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By Petey83
Hi all,

I am planning to build an English style workbench as per the plans and videos from the "The English Woodworker". Have to say the videos are really engaging and worth the small outlay given the quality of the content - if i had one criticism its he does not cover the materials selection and build variations upfront.

Anyway I have priced up the timber with several suppliers (softwood) but some of them only carry the rough sawn timber with the "eased edges" so assume I will need to plane down and square off first?

Second question is what vice do folk recommend on this type of bench? I have seen the one on the plans obviously but he no longer sells these. I am primarily wanting some sort of face vice.
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By Phil Pascoe
It's difficult to beat a Record 52 1/2 or even 53. You CAN build a bench from CLS - but it'll make a lot of work for you not only because of having to plane stuff square but because it is difficult to mark around accurately. It also tends to be excrement. If you get it cheap enough to sway the balance, fine - but I wouldn't go near it for a bench.
By Petey83
cheers - no it snot really cheap enough if its going to take a lot of extra work - I do save on delivery costs as Selco and Travis Perkins deliver free of charge compared to the 4 local timber merchants I called.

i will look into the record vice - assume vintage will be better compared to the modern made ones.
By AJB Temple
If you want this bench to last a long time, it might be worth looking at a much more durable timber for the top. You are putting quite a lot of time in to make it and the density and mass of a hardwood top might be a good investment. Whatever vices you choose, I would get one with a quick release.
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By thetyreman
agree that it's very hard to beat the old uk made record vices, I used an eclipse 9 inch vice, which is just a record 52 1/2 ripoff.

I'd recommend spending more on PAR timber, it's just far less work, and worth the extra cost, in my case it really didn't cost a lot more so it was worth it. And softwood like redwood pine is absolutely fine, hardwood keeps its shape better, but it's going to get messed up anyway, something to bear in mind.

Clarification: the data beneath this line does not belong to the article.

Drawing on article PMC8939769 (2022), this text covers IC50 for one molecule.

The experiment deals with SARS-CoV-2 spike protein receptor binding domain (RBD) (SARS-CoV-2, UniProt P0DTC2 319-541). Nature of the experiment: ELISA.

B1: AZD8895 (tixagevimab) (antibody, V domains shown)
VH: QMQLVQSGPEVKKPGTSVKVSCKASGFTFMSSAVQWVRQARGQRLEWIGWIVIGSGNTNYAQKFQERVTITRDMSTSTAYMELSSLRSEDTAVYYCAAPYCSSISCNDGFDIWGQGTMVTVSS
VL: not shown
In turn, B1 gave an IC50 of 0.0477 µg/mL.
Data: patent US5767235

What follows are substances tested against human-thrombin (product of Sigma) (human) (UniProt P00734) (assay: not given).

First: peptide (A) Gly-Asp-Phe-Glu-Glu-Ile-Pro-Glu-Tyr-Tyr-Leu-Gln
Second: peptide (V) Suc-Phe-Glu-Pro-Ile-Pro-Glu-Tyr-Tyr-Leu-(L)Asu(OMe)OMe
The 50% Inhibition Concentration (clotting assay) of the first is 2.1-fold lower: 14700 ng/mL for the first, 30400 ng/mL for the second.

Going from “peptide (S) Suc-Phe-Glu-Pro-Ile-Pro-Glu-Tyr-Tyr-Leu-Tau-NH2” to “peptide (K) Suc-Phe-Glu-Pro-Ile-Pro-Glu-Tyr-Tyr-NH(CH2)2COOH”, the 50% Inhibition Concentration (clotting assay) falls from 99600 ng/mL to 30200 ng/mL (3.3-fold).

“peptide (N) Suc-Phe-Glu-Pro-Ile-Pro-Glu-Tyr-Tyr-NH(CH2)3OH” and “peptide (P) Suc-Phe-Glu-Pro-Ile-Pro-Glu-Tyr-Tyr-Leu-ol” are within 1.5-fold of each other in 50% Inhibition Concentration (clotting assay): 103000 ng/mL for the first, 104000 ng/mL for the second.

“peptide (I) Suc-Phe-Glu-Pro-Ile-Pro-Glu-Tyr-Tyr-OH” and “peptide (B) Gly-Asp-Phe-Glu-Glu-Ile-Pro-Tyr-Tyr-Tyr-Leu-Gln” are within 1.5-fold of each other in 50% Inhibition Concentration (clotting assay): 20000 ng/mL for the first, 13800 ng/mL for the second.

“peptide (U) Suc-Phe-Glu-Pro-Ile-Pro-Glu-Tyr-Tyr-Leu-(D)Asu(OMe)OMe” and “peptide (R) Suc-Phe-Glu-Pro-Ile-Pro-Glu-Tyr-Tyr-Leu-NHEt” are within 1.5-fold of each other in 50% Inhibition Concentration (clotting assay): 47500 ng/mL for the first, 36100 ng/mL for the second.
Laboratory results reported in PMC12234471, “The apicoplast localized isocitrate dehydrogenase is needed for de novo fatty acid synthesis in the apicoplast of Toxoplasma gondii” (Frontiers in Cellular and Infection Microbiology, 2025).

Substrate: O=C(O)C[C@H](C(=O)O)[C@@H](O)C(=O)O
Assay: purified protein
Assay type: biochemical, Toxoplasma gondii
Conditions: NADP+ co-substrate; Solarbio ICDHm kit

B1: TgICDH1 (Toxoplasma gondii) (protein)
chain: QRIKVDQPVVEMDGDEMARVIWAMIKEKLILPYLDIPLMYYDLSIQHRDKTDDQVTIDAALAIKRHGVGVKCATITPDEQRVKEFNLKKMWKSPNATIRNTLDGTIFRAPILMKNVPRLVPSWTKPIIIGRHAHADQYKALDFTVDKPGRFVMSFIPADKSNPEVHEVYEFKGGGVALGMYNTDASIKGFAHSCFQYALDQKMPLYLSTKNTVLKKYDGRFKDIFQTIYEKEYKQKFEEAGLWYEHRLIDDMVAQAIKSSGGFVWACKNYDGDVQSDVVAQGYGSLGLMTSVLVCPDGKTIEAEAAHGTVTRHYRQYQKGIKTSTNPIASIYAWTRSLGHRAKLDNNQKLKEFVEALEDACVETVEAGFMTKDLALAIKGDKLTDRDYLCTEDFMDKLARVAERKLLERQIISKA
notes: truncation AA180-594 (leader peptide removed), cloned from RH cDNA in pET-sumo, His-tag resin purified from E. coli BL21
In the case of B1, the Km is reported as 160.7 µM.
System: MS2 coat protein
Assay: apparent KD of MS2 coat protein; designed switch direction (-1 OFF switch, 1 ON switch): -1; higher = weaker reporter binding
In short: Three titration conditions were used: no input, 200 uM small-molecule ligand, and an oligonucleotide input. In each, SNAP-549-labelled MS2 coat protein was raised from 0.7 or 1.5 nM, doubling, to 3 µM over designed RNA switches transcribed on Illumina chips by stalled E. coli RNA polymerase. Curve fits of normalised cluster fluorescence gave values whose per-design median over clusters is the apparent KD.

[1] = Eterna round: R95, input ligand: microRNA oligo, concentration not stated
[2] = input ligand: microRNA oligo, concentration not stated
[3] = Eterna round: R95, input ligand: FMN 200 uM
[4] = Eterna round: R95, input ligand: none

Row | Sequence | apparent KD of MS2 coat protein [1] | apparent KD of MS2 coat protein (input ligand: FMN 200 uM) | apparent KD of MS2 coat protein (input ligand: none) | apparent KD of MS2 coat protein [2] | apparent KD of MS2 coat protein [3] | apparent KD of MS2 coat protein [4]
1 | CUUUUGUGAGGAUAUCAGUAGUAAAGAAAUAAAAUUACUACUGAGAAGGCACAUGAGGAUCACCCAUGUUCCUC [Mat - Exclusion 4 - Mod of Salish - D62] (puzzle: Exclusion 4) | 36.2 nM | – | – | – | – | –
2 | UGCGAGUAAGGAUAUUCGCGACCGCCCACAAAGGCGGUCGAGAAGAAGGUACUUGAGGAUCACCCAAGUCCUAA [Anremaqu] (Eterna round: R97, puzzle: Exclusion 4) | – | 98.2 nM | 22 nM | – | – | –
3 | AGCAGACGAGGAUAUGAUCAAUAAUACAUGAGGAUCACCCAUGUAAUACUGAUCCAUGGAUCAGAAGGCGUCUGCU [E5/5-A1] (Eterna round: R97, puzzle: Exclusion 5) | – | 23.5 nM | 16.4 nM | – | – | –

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By MarkDennehy
You technically can beat a record 53....

...with a record 53a :D
Seriously, lovely vices, exceptionally good at vicing. The wooden vices and leg vices work or they wouldn't have survived since the roman empire but the cast iron face vices are just so much easier to fit. Cut a hole in the apron, lag-bolt the vice (through a space if you need it) to the underside of the bench and add one jaw face to the outside jaw (the inside jaw being inside the apron) and you have the vice done and dusted in an hour or so. I use one in mine (which is also an english workbench design, albeit with a change here and there where I thought it was too easy and simple to build) and it's just brilliant.
By raze599
For my workbench I used eased edge 2x3's that I found very cheap. The wood for the whole bench cost me £37.50 with one or two whole 2x3's to spare. If I hadn't found that deal I probably would have gone for square edge 2x4's. It doesnt look all that substantial when you see it but it is more than adequate. My bench is 8ft x 2ft and 37 inches high and is of the Paul Sellers design.